Carcinoid syndrome and carcinoid tumours
A carcinoid tumour is arare cancerof the neuroendocrine systemthe body system that produces hormones.
The tumourusually growsin the bowels or appendix, but it can also be found in the stomach, pancreas, lung, breast, kidney, ovaries or testicles. It tends to grow very slowly.
"Carcinoid syndrome" is the collection of symptoms some people get when a carcinoid tumour usually one that has spread to the liver releases hormones such as serotonin into the bloodstream.
About 1,200 people are diagnosed with a carcinoid tumour each year in the UK, but it's thought that less than1 in 10 of them will have carcinoid syndrome.
A carcinoid tumour is a rare type of cancerous tumour. Read about the causes and treatments, and about a group of symptoms they can cause, known as carcinoid syndrome.
In the early stages of having a carcinoid tumour, you may not have any symptoms. You may also not have symptoms if the tumour is just in your digestive system, as any hormones it produces will be brok
It'snotknown exactlywhy carcinoid tumours develop, but it's thought that mostoccur by chance. Your chances of developing a carcinoid tumour may be increased if you have: a rare family syndrome call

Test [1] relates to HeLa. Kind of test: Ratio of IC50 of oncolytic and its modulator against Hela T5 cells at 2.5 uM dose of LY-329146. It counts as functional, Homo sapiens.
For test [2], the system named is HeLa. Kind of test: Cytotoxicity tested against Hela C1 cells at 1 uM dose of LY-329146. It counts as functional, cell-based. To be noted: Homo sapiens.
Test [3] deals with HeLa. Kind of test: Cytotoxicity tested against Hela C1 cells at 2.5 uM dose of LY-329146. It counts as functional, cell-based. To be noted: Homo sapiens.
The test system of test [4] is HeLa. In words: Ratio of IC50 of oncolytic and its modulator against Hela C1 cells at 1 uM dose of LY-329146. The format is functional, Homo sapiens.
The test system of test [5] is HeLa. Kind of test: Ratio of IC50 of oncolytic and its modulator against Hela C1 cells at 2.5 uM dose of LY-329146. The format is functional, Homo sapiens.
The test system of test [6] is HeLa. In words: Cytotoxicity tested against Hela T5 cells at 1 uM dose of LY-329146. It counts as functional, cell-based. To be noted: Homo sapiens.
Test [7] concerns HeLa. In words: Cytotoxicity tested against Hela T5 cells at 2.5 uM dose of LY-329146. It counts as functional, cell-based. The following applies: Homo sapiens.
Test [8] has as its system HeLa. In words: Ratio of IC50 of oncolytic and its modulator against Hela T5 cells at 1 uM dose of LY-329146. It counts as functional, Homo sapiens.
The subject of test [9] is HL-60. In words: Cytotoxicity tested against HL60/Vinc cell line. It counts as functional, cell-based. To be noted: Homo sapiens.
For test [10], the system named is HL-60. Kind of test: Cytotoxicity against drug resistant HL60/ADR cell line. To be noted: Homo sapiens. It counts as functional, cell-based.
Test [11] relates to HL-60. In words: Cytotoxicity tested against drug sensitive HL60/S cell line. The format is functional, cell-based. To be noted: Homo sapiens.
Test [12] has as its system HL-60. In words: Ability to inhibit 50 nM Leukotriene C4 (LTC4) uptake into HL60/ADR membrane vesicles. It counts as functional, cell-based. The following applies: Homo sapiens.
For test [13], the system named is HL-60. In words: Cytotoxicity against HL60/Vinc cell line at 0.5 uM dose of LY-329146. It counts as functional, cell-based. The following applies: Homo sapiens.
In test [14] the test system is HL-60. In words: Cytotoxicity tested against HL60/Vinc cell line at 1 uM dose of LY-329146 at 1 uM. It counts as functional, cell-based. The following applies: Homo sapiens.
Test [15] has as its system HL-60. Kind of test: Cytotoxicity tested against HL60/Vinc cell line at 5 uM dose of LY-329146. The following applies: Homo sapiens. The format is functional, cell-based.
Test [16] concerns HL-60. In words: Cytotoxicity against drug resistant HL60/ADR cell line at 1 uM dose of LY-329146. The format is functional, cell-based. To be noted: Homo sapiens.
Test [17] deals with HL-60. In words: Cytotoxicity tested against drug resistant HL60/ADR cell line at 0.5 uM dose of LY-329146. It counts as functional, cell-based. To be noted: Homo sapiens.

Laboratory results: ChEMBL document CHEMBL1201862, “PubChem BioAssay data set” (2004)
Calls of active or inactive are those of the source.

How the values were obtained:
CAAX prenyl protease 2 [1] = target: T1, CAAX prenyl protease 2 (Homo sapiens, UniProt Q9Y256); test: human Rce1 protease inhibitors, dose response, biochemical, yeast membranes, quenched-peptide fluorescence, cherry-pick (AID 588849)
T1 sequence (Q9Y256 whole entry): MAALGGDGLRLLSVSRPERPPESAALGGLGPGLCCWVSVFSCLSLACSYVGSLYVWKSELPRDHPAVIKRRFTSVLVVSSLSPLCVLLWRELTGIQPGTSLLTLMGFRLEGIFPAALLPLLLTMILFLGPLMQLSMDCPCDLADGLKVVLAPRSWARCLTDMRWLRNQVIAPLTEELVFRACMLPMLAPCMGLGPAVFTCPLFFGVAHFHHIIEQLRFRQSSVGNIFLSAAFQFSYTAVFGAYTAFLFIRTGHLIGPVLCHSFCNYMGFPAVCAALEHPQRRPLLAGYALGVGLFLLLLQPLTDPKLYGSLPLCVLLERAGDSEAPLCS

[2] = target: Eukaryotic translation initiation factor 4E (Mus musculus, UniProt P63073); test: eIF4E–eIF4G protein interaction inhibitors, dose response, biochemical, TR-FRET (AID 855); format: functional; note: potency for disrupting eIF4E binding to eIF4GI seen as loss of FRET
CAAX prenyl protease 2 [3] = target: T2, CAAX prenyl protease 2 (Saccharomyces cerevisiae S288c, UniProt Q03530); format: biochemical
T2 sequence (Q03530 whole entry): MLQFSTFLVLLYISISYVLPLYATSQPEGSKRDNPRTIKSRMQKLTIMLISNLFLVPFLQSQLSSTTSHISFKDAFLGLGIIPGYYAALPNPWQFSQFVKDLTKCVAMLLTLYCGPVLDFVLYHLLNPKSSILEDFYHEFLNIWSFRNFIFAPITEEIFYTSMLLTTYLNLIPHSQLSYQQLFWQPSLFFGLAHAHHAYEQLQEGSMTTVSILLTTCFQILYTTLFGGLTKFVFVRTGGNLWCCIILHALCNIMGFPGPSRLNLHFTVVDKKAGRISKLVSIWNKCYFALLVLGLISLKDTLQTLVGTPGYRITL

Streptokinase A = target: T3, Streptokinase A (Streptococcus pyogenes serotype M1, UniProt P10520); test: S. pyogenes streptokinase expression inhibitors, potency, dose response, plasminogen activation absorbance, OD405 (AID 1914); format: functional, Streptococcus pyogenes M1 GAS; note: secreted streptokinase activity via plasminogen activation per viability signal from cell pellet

Acarcinoid tumour may be found incidentally for example, as a surgeon is removing an appendix. In this case, the tumour will often be caught early and removed along with the appendix, causing no furth
If the tumour is caught early, it may be possible to completely remove it and cure the cancer altogether. Otherwise, surgeons will remove as much of the tumour as possible (debulking). You can read m
There are things you can do yourself to manage some of the symptoms of carcinoid syndrome. Generally, you should avoid triggersof flushing , such as: alcohol large meals spicy foods foods contai
If the whole tumour can be removed, this may cure the cancer and symptoms altogether. But even if surgeons cannot remove the entire tumour, it usually grows slowly and can be controlled with medicatio
If you have carcinoid syndrome, your clinical team will pass information about you on to the National Congenital Anomaly and Rare Diseases Registration Service (NCARDRS). This helps scientists look f